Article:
NV Access released NVDA 2016.1 this morning. NVDA is a free and open source screen reader for Windows.
Highlights of this release include:
- the ability to optionally lower the volume of other sounds (audio ducking)
- improved Braille output and display support
- significant Microsoft Office support bugfixes
- better handling of browse mode in iTunes
- reporting of emphasis is now disabled by default 😤
Visit What’s New in NVDA for full details.
2005 was a momentous year for YouTube:
youtube.com domain name was created on February 14th.
On April 23rd, the first video was uploaded to the site where it remains to this day. It’s called Me at the Zoo and is 19secs long. 27.8m views and counting! :)
In September, a Nike ad featuring Brazilian footballer Ronaldinho went viral and was the first video to reach 1m views.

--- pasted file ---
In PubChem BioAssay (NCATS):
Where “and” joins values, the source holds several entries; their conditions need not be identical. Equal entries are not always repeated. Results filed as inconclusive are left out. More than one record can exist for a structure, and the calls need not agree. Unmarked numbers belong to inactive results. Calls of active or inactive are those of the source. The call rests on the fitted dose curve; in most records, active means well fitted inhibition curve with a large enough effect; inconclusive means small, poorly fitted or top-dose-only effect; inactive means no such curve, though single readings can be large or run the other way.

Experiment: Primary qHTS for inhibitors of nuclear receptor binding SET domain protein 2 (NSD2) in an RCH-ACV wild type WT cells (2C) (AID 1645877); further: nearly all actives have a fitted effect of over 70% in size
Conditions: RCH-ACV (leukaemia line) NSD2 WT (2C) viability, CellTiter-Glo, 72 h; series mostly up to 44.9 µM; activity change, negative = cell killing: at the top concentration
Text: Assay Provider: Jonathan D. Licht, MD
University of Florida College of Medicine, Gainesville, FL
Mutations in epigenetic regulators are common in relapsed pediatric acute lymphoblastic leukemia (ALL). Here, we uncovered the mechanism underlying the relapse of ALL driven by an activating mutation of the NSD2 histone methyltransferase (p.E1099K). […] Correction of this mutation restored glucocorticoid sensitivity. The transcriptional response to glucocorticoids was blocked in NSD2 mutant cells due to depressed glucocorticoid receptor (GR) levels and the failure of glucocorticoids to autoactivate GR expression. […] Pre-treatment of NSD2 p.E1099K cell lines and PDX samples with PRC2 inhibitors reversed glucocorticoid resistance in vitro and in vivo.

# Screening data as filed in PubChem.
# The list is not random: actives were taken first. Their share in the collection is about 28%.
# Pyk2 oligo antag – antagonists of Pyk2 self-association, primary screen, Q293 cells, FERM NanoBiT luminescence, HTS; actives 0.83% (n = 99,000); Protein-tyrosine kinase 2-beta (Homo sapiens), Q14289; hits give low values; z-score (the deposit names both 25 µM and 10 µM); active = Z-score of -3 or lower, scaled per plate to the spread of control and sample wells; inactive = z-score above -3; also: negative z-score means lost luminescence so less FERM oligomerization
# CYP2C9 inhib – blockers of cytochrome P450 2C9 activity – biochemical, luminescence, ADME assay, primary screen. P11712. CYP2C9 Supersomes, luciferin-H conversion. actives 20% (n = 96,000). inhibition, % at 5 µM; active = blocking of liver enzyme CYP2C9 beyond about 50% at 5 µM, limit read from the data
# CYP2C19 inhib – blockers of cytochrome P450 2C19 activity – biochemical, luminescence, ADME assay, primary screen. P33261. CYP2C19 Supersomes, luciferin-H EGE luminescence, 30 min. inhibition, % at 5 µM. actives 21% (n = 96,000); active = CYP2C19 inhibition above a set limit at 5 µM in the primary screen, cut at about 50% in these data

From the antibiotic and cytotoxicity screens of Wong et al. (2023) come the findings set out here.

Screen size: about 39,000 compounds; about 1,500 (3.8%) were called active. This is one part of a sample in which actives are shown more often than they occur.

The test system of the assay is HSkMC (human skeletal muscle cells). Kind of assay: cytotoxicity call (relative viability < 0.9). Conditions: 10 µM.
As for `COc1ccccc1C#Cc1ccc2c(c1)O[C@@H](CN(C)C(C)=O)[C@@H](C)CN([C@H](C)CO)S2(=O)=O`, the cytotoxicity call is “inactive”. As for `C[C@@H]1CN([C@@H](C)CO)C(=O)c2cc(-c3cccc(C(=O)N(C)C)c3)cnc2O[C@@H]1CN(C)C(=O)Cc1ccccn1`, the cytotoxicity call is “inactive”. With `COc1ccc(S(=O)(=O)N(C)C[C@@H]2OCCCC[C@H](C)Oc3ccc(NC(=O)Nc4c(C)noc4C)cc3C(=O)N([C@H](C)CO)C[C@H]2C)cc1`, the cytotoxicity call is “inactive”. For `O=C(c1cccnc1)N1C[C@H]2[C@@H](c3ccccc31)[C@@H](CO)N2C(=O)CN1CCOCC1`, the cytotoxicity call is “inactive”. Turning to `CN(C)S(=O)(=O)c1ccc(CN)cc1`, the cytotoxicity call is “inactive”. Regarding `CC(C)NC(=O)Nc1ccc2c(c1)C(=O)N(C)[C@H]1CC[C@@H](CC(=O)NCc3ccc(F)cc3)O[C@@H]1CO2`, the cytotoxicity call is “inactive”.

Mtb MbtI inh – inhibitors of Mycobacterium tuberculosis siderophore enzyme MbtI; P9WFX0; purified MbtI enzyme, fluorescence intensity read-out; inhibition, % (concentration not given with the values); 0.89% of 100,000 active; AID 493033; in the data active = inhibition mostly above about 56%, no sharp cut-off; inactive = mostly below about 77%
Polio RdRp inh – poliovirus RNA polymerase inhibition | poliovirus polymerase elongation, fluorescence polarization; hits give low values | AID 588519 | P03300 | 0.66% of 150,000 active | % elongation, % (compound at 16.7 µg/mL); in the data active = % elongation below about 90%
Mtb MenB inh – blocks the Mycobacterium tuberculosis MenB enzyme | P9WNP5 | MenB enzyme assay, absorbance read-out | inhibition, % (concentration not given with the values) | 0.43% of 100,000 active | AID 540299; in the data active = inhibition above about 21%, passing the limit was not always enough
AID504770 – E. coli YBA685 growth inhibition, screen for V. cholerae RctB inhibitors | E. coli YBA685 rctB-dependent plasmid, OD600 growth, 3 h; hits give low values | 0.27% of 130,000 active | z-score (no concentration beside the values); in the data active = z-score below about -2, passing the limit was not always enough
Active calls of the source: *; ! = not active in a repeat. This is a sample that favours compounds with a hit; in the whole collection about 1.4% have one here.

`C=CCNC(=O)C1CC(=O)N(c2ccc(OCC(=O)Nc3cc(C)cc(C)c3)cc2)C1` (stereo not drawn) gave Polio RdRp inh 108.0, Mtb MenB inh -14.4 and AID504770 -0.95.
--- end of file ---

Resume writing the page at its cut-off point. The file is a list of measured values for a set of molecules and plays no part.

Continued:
On November 7th, YouTube announced it had received $3.5m in funding from a venture capital firm.
And on December 15th, according to this Business Insider article, YouTube officially launched out of beta.
Accessibility wasn’t a priority in those early days, but YouTube has come a long way in 10 years. Below are my tips for using the HTML5 player with a screen reader.
Earlier today, Roger Benz of the Google Accessibility Team announced the release of five videos on YouTube to help blind and visually impaired people get started with Google Docs, Drives, Slides, and Sheets using the NVDA screen reader with the Firefox web browser on Windows: